5. Contribute actively to group seminar presentations.
EQUIPMENT AND SOFTWARE NEEDED TO ACCESS COURSE
You will be expected to have the following tools:
1.
2.
3.
4.
5.

A computer (laptop or desktop or a tablet)
Internet access, preferably broadband rather than dial-up access
MS Office software – Word PROCESSOR, Powerpoint, Spreadsheet
Browser – Preferably Internet Explorer, Moxilla Firefox
Adobe Acrobat Reader

NUMBER AND PLACES OF MEETING (ONLINE, FACE-TO-FACE, LABORATORY
PRACTICALS)
The details of these will be provided to you at the time of commencement of this course
DISCUSSION FORUM
There will be an online discussion forum and topics for discussion will be available for your
contributions. It is mandatory that you participate in every discussion every week. You
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HUMAN ANATOMY (I)

participation link you, your face, your ideas and views to that of every member of the class and
earns you some mark.

COURSE EVALUATION
There are two forms of evaluation of the progress you are making in this course. The first are
the series of activities, assignments and end of unit, computer or tutor marked assignments, and
laboratory practical sessions and report that constitute the continuous assessment that all carry
30% of the total mark. The second is a written examination with multiple choice, short answers
and essay questions that take 70% of the total mark that you will do on completion of the
course.
Students evaluation: The students will be assessed and evaluated based on the following criteria
o In-Course Examination:
In-course examination will come up in the middle of the semester. These would come in
form of Computer Marked Assignment. This will be in addition to one compulsory
Tutor Marked Assignment (TMA’s) and three Computer marked Assignment that comes
after the modules.
o Laboratory practical: Attendance, record of participation and other assignments will
be graded and added to the other scores from other forms of examinations.
o Final Examination: The final written examination will come up at the end of the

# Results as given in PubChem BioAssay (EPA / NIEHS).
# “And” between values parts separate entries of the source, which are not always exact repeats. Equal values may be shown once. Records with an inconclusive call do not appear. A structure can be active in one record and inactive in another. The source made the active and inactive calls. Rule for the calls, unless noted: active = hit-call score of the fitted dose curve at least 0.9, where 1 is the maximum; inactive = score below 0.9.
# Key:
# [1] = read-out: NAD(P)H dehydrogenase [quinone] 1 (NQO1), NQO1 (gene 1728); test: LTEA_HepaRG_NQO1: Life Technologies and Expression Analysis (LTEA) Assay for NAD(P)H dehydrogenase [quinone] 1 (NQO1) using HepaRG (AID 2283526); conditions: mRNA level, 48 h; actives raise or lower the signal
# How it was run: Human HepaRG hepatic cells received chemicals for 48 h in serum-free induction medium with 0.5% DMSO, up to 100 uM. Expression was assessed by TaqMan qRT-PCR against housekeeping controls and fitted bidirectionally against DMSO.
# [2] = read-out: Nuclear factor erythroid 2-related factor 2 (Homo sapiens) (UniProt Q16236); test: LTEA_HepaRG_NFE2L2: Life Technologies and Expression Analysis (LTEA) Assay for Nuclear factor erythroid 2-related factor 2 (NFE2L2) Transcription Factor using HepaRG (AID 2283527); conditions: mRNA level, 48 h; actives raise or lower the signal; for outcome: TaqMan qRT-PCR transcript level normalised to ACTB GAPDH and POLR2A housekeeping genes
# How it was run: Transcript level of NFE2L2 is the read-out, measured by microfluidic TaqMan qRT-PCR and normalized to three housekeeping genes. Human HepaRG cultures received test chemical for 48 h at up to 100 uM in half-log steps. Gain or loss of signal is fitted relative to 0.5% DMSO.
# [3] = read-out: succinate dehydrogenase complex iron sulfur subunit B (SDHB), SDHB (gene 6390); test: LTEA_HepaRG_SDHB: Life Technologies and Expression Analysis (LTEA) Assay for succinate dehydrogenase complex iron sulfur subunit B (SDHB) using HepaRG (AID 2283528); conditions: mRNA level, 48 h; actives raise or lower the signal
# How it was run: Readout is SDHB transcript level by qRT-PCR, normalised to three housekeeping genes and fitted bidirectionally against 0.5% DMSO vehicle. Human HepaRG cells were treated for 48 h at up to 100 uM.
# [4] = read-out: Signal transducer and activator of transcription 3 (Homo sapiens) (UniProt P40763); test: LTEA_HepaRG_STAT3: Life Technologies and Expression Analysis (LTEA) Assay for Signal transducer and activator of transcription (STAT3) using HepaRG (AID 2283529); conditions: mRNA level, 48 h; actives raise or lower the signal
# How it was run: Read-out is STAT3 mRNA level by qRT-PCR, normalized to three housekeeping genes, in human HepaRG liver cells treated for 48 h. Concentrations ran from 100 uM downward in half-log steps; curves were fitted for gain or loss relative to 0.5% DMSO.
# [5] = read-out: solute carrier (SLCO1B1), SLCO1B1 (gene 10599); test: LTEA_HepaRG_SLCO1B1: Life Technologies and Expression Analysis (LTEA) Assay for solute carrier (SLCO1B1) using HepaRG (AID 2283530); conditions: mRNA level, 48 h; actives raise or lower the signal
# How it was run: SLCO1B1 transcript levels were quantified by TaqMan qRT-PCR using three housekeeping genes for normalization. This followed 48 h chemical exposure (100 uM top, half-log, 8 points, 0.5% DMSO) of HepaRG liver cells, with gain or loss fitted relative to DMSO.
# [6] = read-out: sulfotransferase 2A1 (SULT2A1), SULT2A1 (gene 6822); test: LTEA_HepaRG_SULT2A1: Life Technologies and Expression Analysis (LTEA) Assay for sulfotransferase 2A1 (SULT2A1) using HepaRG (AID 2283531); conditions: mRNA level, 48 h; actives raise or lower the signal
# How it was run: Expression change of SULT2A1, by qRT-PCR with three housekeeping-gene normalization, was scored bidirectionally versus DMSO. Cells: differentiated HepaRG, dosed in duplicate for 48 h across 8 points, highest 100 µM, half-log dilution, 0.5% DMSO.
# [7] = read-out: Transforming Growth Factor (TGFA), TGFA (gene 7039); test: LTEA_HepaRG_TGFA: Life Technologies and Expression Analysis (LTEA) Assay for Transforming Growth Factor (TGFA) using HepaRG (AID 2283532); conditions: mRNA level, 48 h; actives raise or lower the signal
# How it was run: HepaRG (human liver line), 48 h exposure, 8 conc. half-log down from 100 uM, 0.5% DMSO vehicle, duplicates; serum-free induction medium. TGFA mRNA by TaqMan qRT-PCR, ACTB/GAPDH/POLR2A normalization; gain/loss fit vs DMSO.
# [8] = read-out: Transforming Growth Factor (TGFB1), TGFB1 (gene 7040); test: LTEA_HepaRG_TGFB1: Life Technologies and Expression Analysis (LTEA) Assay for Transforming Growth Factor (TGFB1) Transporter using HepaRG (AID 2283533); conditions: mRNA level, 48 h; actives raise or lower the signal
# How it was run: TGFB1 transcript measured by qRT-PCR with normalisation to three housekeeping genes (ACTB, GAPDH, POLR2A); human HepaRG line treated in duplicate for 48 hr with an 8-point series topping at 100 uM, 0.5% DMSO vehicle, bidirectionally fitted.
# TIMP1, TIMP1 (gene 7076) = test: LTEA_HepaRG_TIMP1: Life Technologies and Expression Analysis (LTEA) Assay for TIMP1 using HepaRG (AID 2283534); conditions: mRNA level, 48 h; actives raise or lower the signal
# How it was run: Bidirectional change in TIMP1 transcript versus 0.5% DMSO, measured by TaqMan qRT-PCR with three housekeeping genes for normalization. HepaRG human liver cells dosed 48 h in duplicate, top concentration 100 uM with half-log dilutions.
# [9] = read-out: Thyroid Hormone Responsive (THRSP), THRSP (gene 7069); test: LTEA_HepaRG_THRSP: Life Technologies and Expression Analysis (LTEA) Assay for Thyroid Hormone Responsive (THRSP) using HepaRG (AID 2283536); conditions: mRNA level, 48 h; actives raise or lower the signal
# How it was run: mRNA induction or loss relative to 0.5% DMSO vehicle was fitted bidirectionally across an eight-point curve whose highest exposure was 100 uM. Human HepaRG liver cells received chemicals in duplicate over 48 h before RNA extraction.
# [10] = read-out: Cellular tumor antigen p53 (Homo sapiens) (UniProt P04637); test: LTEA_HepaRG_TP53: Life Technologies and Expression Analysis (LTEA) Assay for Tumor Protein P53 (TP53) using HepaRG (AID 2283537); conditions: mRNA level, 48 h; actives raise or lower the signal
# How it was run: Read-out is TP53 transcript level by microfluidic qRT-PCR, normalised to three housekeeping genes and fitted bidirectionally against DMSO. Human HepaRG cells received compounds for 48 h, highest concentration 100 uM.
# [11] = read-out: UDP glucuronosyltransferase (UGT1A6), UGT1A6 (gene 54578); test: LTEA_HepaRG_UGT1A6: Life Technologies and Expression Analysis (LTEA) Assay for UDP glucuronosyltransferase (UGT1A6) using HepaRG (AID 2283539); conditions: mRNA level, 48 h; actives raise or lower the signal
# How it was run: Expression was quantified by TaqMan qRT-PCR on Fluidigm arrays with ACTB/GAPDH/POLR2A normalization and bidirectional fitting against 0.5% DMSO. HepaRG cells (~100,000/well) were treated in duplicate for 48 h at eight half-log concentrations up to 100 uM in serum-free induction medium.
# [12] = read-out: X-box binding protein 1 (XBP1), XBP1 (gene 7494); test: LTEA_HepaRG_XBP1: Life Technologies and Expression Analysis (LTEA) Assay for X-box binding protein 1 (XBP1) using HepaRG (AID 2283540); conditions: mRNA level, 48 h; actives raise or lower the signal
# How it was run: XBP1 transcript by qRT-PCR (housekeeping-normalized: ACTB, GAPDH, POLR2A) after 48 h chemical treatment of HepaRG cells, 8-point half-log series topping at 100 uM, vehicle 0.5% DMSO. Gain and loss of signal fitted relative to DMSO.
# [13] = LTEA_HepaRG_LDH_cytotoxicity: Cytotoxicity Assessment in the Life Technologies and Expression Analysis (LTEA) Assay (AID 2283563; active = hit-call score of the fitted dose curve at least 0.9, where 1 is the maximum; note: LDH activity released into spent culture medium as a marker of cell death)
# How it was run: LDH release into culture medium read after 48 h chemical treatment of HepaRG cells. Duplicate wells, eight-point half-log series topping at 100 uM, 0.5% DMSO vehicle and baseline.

semester comprising essay and objective questions covering all the contents covered in
the course. The final examination will amount to 60% of the total grade for the course.
Learner-Facilitator evaluation of the course
This will be done through group review, written assessment of learning (theory and laboratory
practical) by you and the facilitators.
GRADING CRITERIA
Grades will be based on the following Percentages
Tutor Marked Individual Assignments

10%

Computer marked Assignment

10%

Group assignment

5%

Discussion Topic participation

5%

Laboratory practical

10%

30%

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End of Course examination

HUMAN ANATOMY (I)

70%

GRADING SCALE
A = 70-100
B = 60 - 69
C= 50 - 59
F = < 49
SCHEDULE OF ASSIGNMENTS WITH DATES
Every Unit has activity that must be done by you as spelt out in your course materials. In
addition to this, specific assignment will also be provided for each module by the facilitator.
SPECIFIC READING ASSIGNMENTS
To be provided by each module
COURSE OVERVIEW
Human Anatomy (I)
Human Anatomy is a basic life science that helps us learn about the body structure. This course
examines the body organization, anatomical terminology, cells, tissues, organs, systems,
membranes, body tissues, the human defense system, embryology terminology, garmetogenesis,
placenta formation and functions, intergumentary, skeletal and muscular systems. The course
has the theory and laboratory components that spread over 15 weeks. The course is presented in
Modules with small units. Each unit is presented to follow the same pattern that guides your